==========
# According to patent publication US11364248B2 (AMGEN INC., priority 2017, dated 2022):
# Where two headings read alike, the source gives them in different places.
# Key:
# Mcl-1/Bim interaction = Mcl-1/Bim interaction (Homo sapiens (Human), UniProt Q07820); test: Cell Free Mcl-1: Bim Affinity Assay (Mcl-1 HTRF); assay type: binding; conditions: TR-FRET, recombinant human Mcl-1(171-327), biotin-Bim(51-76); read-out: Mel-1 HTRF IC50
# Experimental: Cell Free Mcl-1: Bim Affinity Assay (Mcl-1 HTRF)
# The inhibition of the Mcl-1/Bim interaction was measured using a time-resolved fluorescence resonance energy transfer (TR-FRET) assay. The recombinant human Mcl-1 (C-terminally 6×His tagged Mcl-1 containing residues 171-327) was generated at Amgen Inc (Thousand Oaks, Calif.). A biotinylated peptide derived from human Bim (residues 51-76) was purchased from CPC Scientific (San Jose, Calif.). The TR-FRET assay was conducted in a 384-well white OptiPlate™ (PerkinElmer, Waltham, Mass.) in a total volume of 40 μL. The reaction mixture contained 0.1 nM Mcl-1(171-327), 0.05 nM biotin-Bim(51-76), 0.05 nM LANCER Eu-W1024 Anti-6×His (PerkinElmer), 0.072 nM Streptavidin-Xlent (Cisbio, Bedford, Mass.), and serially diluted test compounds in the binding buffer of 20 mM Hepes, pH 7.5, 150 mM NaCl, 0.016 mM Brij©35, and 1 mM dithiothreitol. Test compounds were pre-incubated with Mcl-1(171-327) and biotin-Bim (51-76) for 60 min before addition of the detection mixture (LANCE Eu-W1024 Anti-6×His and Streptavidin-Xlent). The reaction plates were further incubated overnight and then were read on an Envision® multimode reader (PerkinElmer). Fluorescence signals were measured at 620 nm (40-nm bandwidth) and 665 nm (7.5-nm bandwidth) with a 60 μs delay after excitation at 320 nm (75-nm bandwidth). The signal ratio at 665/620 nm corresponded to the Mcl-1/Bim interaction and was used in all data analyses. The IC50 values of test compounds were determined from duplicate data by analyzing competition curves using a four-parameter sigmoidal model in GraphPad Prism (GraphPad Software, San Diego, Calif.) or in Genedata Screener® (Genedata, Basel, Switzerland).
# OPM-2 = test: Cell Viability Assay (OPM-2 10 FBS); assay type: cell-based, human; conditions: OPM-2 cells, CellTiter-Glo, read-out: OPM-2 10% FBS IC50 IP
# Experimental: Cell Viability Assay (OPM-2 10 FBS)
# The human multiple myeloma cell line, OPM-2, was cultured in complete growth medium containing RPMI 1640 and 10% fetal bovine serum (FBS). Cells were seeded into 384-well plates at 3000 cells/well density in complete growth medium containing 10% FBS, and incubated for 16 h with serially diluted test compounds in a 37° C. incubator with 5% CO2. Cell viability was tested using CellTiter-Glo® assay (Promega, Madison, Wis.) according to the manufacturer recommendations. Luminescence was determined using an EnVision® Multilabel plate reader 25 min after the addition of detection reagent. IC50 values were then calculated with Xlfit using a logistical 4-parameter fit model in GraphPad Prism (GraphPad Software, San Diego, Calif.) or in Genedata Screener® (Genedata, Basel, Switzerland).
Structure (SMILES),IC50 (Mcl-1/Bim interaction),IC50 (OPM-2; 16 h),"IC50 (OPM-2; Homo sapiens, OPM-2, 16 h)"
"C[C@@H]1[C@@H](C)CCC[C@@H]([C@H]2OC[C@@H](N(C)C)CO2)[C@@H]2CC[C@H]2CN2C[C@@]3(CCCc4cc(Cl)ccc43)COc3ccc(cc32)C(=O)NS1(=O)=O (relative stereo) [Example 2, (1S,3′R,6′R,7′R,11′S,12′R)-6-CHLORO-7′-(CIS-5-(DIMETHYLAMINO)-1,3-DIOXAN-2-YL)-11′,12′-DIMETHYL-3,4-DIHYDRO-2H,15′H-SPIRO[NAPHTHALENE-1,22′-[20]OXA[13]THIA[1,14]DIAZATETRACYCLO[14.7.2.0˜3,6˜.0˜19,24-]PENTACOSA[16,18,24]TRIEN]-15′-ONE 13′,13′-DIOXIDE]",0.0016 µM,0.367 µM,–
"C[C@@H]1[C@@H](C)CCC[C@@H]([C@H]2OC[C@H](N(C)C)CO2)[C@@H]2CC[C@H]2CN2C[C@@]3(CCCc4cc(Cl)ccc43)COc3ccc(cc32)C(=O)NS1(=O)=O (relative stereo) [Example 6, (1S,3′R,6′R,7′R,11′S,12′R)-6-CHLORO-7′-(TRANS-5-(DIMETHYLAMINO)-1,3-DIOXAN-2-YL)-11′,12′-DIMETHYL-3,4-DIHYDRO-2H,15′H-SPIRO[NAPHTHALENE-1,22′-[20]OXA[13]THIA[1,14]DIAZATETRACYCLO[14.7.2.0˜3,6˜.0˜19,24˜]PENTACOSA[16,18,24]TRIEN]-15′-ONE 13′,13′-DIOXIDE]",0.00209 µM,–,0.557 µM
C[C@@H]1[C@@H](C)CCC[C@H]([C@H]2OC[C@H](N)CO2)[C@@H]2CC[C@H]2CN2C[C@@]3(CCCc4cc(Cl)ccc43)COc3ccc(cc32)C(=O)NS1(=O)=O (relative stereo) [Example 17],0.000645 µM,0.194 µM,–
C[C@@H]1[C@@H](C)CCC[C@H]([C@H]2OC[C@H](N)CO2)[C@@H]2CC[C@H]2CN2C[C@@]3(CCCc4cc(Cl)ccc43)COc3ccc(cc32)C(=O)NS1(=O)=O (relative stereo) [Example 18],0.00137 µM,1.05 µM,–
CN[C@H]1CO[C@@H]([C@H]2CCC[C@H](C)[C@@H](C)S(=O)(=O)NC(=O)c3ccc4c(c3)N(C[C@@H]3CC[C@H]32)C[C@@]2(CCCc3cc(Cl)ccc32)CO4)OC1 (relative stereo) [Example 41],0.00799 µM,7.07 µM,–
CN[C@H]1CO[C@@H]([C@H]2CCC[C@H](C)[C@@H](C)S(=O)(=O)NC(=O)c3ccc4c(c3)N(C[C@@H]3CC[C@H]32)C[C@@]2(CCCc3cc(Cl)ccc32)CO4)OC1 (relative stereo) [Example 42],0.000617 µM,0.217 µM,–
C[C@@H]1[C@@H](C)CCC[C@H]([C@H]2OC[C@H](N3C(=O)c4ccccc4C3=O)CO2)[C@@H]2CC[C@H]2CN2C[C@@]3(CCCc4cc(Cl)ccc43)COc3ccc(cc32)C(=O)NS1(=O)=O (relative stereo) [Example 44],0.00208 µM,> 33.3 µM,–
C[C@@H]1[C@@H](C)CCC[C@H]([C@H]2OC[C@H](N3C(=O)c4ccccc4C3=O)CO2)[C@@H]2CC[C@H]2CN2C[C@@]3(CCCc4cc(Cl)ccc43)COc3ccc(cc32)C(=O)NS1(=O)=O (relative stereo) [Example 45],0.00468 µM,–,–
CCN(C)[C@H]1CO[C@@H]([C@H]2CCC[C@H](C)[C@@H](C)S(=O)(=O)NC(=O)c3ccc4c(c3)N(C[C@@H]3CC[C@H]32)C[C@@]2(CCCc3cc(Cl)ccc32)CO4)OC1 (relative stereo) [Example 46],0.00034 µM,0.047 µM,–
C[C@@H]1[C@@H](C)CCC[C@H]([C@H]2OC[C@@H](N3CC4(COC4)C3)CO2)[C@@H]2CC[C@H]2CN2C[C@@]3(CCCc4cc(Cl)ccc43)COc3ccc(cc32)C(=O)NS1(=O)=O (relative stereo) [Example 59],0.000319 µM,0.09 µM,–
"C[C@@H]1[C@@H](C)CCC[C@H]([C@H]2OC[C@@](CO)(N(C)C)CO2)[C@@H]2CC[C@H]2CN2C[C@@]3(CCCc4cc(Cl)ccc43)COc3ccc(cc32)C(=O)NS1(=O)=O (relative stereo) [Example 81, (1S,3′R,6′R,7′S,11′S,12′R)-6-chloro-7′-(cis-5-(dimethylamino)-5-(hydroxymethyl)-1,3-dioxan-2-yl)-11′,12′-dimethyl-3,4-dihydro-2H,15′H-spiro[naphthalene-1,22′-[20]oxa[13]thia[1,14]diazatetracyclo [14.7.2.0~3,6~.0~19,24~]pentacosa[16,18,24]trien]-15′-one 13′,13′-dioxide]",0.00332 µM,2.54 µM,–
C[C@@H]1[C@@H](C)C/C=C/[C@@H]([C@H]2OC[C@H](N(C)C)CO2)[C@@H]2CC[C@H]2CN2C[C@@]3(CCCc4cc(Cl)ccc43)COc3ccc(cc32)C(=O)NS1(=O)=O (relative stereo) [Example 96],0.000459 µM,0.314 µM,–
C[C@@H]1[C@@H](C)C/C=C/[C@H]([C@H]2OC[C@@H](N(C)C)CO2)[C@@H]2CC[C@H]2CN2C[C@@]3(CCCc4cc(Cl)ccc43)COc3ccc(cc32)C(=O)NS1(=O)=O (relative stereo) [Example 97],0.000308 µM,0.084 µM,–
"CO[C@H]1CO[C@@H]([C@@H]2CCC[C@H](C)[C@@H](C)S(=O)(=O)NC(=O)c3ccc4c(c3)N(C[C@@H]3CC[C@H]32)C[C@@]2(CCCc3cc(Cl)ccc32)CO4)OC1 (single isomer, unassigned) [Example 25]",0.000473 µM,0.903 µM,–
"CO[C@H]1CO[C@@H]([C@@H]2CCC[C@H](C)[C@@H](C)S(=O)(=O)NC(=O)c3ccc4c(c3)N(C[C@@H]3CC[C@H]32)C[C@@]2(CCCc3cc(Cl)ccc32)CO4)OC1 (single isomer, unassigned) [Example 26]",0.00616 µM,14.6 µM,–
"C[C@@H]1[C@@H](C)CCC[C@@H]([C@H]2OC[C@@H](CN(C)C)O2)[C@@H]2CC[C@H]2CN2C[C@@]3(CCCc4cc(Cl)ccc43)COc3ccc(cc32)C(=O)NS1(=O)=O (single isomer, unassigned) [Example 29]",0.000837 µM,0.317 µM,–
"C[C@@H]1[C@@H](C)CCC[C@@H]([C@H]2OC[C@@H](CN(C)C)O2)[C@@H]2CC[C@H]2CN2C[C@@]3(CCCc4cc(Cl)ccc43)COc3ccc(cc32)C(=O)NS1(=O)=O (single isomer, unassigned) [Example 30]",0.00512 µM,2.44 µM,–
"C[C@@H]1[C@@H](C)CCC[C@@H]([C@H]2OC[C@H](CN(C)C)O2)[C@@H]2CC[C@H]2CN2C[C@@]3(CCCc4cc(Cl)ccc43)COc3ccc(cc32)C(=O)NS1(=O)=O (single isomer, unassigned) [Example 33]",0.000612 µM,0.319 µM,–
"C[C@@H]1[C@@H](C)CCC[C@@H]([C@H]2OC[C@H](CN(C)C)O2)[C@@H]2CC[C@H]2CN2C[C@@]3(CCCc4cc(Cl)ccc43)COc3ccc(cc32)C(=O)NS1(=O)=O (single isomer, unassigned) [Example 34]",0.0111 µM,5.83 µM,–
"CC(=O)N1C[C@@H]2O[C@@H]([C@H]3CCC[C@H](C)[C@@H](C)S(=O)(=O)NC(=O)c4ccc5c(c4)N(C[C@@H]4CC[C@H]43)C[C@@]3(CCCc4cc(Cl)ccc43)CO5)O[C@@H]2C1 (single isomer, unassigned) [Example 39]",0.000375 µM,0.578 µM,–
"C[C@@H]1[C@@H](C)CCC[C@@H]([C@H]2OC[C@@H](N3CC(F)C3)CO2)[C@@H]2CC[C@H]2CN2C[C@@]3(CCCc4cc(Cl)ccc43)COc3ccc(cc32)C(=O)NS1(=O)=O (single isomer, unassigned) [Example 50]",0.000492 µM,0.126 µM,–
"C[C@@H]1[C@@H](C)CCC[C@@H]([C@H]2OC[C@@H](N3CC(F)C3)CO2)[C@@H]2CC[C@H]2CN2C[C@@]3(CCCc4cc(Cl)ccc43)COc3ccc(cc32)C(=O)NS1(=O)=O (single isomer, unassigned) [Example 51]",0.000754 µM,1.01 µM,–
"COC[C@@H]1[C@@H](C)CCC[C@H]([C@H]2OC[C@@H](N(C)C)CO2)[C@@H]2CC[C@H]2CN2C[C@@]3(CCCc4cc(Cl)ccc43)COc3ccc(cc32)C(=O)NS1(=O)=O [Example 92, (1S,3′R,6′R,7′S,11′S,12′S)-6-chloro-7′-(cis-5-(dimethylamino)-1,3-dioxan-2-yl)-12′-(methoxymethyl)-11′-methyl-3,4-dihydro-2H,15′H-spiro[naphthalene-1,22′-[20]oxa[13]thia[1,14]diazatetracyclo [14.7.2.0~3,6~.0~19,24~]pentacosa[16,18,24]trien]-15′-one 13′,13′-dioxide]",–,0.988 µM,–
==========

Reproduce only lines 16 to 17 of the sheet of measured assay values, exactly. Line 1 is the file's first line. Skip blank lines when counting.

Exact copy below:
CN[C@H]1CO[C@@H]([C@H]2CCC[C@H](C)[C@@H](C)S(=O)(=O)NC(=O)c3ccc4c(c3)N(C[C@@H]3CC[C@H]32)C[C@@]2(CCCc3cc(Cl)ccc32)CO4)OC1 (relative stereo) [Example 42],0.000617 µM,0.217 µM,–
C[C@@H]1[C@@H](C)CCC[C@H]([C@H]2OC[C@H](N3C(=O)c4ccccc4C3=O)CO2)[C@@H]2CC[C@H]2CN2C[C@@]3(CCCc4cc(Cl)ccc43)COc3ccc(cc32)C(=O)NS1(=O)=O (relative stereo) [Example 44],0.00208 µM,> 33.3 µM,–